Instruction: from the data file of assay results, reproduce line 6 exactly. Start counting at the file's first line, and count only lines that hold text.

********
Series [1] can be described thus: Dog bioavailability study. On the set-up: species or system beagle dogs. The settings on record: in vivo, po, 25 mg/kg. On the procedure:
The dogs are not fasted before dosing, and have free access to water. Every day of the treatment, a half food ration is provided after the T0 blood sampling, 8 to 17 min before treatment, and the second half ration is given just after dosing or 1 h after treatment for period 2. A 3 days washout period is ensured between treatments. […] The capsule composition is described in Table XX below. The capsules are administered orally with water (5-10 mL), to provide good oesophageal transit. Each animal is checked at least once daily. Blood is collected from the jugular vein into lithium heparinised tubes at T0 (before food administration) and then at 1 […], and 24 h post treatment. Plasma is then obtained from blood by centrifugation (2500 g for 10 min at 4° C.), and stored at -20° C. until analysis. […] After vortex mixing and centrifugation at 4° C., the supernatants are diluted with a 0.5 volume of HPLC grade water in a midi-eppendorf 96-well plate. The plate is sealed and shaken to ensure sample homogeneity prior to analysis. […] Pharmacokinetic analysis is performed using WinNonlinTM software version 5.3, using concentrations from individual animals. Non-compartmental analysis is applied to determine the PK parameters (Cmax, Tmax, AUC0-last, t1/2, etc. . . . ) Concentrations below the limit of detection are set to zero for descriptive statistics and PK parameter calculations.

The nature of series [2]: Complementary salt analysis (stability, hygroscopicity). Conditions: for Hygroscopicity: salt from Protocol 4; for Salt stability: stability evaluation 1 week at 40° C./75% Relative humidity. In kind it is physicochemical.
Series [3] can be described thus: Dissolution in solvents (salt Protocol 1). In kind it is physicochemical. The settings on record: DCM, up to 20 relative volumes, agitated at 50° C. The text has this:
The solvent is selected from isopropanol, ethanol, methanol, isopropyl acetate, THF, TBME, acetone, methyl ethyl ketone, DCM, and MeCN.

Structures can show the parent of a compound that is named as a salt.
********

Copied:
Structures can show the parent of a compound that is named as a salt.